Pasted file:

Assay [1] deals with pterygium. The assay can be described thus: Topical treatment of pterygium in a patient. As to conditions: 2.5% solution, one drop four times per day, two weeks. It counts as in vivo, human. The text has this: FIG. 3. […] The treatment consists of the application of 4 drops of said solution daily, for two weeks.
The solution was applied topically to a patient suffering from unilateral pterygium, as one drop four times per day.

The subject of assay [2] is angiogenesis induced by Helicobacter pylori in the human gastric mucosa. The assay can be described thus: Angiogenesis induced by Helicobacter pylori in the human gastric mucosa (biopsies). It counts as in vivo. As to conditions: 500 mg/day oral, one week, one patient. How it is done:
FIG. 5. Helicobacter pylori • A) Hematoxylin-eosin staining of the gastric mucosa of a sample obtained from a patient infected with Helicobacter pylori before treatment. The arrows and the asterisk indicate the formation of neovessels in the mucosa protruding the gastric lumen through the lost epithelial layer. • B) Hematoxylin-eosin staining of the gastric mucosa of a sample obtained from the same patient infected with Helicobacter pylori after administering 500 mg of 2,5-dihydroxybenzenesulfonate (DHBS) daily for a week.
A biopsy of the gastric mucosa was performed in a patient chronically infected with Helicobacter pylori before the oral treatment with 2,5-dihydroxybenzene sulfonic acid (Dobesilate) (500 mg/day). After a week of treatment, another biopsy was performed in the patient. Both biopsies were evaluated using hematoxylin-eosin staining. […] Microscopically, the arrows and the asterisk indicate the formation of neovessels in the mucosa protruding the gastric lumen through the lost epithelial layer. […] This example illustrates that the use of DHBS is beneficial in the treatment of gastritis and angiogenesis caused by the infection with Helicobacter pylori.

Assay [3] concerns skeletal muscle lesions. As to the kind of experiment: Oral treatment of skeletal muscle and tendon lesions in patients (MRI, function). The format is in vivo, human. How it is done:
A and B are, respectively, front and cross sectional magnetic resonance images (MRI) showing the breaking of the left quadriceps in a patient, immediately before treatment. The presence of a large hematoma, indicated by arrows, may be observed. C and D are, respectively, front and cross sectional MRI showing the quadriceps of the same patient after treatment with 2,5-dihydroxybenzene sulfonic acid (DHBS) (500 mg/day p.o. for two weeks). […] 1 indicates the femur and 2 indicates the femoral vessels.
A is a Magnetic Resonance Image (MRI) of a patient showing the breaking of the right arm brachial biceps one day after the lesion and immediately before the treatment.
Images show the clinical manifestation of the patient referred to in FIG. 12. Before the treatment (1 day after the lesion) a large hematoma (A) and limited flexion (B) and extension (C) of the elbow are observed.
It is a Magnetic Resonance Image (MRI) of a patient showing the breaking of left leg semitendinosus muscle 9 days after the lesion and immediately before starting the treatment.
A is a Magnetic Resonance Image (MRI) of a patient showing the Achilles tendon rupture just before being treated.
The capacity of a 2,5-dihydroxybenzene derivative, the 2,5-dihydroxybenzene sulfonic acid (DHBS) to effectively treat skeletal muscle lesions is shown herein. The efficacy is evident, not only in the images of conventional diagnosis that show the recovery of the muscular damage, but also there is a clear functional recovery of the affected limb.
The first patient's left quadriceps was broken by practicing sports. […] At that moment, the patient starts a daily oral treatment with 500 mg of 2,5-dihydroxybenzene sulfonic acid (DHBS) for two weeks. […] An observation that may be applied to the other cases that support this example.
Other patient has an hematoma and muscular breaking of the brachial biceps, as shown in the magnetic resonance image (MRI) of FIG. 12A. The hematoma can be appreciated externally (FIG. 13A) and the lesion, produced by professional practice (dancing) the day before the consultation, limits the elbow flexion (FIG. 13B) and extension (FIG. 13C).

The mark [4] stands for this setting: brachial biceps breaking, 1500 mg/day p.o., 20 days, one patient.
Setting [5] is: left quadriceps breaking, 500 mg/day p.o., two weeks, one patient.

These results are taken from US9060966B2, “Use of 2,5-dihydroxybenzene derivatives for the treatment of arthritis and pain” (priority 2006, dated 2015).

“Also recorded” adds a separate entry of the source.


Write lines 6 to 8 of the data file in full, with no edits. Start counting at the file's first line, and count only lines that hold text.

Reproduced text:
Assay [3] concerns skeletal muscle lesions. As to the kind of experiment: Oral treatment of skeletal muscle and tendon lesions in patients (MRI, function). The format is in vivo, human. How it is done:
A and B are, respectively, front and cross sectional magnetic resonance images (MRI) showing the breaking of the left quadriceps in a patient, immediately before treatment. The presence of a large hematoma, indicated by arrows, may be observed. C and D are, respectively, front and cross sectional MRI showing the quadriceps of the same patient after treatment with 2,5-dihydroxybenzene sulfonic acid (DHBS) (500 mg/day p.o. for two weeks). […] 1 indicates the femur and 2 indicates the femoral vessels.
A is a Magnetic Resonance Image (MRI) of a patient showing the breaking of the right arm brachial biceps one day after the lesion and immediately before the treatment.